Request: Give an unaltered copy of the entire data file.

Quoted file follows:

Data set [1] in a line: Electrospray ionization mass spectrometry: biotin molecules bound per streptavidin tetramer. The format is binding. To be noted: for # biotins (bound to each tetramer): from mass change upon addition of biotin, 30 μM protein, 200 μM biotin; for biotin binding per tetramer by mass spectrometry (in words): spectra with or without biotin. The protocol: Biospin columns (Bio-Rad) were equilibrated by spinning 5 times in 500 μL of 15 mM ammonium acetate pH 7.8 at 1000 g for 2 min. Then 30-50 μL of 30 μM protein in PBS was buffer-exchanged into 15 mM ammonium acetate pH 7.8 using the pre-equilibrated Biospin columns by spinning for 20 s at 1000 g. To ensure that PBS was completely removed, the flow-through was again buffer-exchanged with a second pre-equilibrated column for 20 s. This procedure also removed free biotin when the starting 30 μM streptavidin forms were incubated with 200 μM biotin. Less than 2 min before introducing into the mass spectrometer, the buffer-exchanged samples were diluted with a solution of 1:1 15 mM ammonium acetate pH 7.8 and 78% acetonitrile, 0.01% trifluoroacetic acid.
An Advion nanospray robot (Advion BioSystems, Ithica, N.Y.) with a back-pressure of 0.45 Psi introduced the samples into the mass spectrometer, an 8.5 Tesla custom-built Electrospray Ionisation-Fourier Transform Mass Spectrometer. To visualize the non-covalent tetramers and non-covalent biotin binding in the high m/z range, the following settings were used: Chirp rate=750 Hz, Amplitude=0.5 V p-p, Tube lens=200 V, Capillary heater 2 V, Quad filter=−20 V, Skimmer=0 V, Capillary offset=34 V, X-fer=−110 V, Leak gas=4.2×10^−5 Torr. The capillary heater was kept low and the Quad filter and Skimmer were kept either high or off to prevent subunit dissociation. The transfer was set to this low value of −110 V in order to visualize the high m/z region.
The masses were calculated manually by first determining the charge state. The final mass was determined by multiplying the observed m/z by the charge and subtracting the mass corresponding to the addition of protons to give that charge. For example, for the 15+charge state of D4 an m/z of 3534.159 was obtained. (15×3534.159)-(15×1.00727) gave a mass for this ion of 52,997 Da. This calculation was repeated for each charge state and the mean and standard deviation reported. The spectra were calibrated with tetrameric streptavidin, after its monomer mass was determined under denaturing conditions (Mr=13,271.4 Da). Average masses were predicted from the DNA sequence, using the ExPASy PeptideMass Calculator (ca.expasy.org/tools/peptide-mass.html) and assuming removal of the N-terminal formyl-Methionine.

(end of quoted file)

Data set [1] in a line: Electrospray ionization mass spectrometry: biotin molecules bound per streptavidin tetramer. The format is binding. To be noted: for # biotins (bound to each tetramer): from mass change upon addition of biotin, 30 μM protein, 200 μM biotin; for biotin binding per tetramer by mass spectrometry (in words): spectra with or without biotin. The protocol: Biospin columns (Bio-Rad) were equilibrated by spinning 5 times in 500 μL of 15 mM ammonium acetate pH 7.8 at 1000 g for 2 min. Then 30-50 μL of 30 μM protein in PBS was buffer-exchanged into 15 mM ammonium acetate pH 7.8 using the pre-equilibrated Biospin columns by spinning for 20 s at 1000 g. To ensure that PBS was completely removed, the flow-through was again buffer-exchanged with a second pre-equilibrated column for 20 s. This procedure also removed free biotin when the starting 30 μM streptavidin forms were incubated with 200 μM biotin. Less than 2 min before introducing into the mass spectrometer, the buffer-exchanged samples were diluted with a solution of 1:1 15 mM ammonium acetate pH 7.8 and 78% acetonitrile, 0.01% trifluoroacetic acid.
An Advion nanospray robot (Advion BioSystems, Ithica, N.Y.) with a back-pressure of 0.45 Psi introduced the samples into the mass spectrometer, an 8.5 Tesla custom-built Electrospray Ionisation-Fourier Transform Mass Spectrometer. To visualize the non-covalent tetramers and non-covalent biotin binding in the high m/z range, the following settings were used: Chirp rate=750 Hz, Amplitude=0.5 V p-p, Tube lens=200 V, Capillary heater 2 V, Quad filter=−20 V, Skimmer=0 V, Capillary offset=34 V, X-fer=−110 V, Leak gas=4.2×10^−5 Torr. The capillary heater was kept low and the Quad filter and Skimmer were kept either high or off to prevent subunit dissociation. The transfer was set to this low value of −110 V in order to visualize the high m/z region.
The masses were calculated manually by first determining the charge state. The final mass was determined by multiplying the observed m/z by the charge and subtracting the mass corresponding to the addition of protons to give that charge. For example, for the 15+charge state of D4 an m/z of 3534.159 was obtained. (15×3534.159)-(15×1.00727) gave a mass for this ion of 52,997 Da. This calculation was repeated for each charge state and the mean and standard deviation reported. The spectra were calibrated with tetrameric streptavidin, after its monomer mass was determined under denaturing conditions (Mr=13,271.4 Da). Average masses were predicted from the DNA sequence, using the ExPASy PeptideMass Calculator (ca.expasy.org/tools/peptide-mass.html) and assuming removal of the N-terminal formyl-Methionine.